Sun dogs hovering over Hong Kong
Asymmetric "Sun Dogs"
Around 6 p.m. on the evening of 31 July 2011, two members of the public, Mr. Harold Chan and Mr. Alfred Lee, captured on photos a fascinating atmospheric optical effect at Tai Po (Fig.1) and the Victoria Harbour (Fig. 2) respectively. What they saw was an asymmetric "sun dog" phenomenon. They both observed a "sun dog" to the left of the sun, and apparently did not see any "sun dog" to the right. It was also Mr. Chan's re-acquaintance with this special phenomenon after his last report of "sun dogs" in 2009 (see detailed explanation and analysis in "HKO e-Bulletin on Educational Resources", Issue No.23, September 2009).
Fig.1 An asymmetric "sun dog" phenomenon observed at Tai Po. (Photo: courtesy of Mr. CHAN Man-chun, Harold)
Fig.2 A "sun dog" to the left of the sun observed over the Victoria Harbour. (Photo: courtesy of Mr. Alfred LEE)
Fig.3 A symmetric "sun dog" phenomenon observed at Chek Lap Kok Airport. (Photo: courtesy of Mr. HO Wing-choi)
Symmetric "Sun Dogs"
Round about the same time, duty staff at the Observatory's Airport Meteorological Office also observed a "sun dog" phenomenon. From the photo taken (Fig. 3), symmetric "sun dogs" on both sides of the sun could be clearly seen.
Satellite image at the time (Fig. 4) showed that areas in the vicinity of Hong Kong were generally covered by high clouds. Nevertheless, sunlight could still penetrate through these high clouds. Checking against the photos taken at Tai Po and the Victoria Harbour, the luminous patches all appeared reddish in colour on the near-sun side, and they were all spotted at the same altitude horizontal to the sun. These indications confirmed that the phenomena observed were indeed "sun dogs".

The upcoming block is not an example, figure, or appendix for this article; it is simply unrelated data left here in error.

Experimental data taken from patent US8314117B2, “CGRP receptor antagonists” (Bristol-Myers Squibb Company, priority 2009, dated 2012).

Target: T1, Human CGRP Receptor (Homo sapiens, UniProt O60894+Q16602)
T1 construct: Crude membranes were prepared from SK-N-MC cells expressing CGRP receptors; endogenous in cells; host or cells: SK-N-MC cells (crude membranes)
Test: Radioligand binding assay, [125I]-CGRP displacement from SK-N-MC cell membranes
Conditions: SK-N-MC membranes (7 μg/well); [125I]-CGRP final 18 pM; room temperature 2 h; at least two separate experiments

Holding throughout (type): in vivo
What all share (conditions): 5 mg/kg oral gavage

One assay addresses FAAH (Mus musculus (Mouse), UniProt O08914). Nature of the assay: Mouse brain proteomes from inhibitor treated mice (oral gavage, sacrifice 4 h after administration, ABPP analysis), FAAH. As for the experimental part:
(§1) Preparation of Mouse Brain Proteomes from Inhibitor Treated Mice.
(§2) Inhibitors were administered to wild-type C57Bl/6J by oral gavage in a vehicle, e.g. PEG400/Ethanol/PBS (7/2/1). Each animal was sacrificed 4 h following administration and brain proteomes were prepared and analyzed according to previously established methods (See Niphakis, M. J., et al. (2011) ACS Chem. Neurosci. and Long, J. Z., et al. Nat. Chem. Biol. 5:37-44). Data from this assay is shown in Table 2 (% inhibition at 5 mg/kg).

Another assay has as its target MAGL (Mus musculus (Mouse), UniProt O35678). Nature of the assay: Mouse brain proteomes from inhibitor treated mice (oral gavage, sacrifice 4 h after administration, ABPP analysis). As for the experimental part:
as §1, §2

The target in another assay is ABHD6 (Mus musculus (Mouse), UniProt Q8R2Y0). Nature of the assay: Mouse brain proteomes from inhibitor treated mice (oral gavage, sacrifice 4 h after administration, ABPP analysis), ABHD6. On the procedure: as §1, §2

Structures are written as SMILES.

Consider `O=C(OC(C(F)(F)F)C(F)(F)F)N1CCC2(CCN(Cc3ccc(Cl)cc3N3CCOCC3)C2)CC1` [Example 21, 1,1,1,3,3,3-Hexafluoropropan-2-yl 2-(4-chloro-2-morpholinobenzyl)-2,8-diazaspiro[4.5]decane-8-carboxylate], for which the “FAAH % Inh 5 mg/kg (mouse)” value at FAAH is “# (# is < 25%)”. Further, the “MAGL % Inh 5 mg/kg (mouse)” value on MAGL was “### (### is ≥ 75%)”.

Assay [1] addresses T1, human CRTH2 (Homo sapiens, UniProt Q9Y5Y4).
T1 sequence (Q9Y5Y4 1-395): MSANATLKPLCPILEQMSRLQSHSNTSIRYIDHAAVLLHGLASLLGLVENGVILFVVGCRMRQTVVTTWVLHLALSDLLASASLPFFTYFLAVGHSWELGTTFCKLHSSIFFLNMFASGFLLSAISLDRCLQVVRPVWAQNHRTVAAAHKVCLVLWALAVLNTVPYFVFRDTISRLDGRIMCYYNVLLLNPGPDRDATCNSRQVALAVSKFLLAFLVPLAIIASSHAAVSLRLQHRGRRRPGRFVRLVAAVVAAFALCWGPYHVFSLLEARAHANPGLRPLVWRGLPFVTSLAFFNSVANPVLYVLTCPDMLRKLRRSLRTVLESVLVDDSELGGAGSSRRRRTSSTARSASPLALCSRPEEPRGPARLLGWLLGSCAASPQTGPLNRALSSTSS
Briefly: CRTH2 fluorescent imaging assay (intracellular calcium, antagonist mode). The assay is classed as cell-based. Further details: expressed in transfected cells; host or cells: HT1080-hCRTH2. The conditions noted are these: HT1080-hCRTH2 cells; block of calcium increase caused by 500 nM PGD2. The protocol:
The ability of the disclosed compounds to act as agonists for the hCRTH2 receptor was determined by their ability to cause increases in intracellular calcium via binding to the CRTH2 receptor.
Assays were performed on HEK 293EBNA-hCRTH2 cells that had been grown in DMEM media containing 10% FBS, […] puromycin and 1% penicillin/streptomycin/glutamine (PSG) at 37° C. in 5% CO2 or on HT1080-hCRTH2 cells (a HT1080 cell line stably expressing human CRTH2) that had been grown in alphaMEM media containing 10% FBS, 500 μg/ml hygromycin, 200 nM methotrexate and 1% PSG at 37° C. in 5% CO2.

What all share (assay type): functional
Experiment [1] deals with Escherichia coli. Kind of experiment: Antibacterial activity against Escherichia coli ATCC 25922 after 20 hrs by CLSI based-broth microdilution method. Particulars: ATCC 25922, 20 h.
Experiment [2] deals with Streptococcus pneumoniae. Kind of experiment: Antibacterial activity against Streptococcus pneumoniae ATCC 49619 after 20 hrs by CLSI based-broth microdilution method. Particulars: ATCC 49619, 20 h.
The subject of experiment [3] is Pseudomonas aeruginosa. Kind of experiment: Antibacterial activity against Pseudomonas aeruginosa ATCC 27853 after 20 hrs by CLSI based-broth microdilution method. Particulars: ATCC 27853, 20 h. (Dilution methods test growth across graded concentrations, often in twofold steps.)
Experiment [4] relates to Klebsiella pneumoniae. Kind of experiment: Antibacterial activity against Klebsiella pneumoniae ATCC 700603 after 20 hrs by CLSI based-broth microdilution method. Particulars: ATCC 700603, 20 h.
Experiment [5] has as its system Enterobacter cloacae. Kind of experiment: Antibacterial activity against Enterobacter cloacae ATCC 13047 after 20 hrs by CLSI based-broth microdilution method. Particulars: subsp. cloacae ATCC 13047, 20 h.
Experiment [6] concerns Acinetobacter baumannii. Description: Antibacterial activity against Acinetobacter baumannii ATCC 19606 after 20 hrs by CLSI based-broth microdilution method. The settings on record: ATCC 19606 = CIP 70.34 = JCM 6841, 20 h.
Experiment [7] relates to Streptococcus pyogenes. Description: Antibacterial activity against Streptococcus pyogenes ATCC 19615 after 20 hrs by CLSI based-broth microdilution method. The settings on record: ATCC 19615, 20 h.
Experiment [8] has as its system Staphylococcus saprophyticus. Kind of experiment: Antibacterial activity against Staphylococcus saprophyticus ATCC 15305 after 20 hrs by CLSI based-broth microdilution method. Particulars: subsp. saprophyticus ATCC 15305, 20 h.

Different points of views
But then for the same phenomenon, why did it appear both symmetric and asymmetric when observed? Mr. Chan's photo (Fig. 1) showed that the cloud layers to the left and right of the sun were unevenly distributed. At sunset, the sun's elevation was already rather low such that the "sun dog" on the right could be easily shielded by clouds at the lower levels (e.g. medium clouds). Hence, only the "sun dog" on the left could be seen but not the one on the right. Beyond the camera lens to the right of Mr. Lee's photo (Fig. 2), there were many high-rise buildings over the Kowloon Peninsula that could have blocked the view. As such, the presence of a "sun dog" to the right was difficult to ascertain. At the airport, the observing point was higher and the view much wider. Clouds also appeared to be more evenly distributed there (Fig. 3). A symmetric appearance of "sun dogs" to the left and right of the sun was therefore readily observed.
In fact, the satellite image (Fig. 4) also suggested that clouds south of the Guangdong coast were generally thinner than those to the north. With more sunlight penetrating through, the "sun dog" to the left (or south) of the sun was naturally more prominent than the one right (or north) of the sun.
Fig.4 Japan Meteorological Agency MTSAT-1R infra-red image taken at around 6 pm on 31 July 2011.
This is an excellent example illustrating how things observed at different positions may not appear exactly the same, and things not observed do not necessarily preclude their existence. It is only through a comprehensive analysis from different perspectives that the real situation can be more fully understood and revealed.
- "Sun dog", or "sundog", is also called "parhelion" or "mock sun".
- "In-depth anatomy of the atmospheric optical phenomenon - 'Sun dog'", by CHIU Hung-yu, HKO e-Bulletin on Educational Resources, Issue No.23, September 2009, Hong Kong Observatory.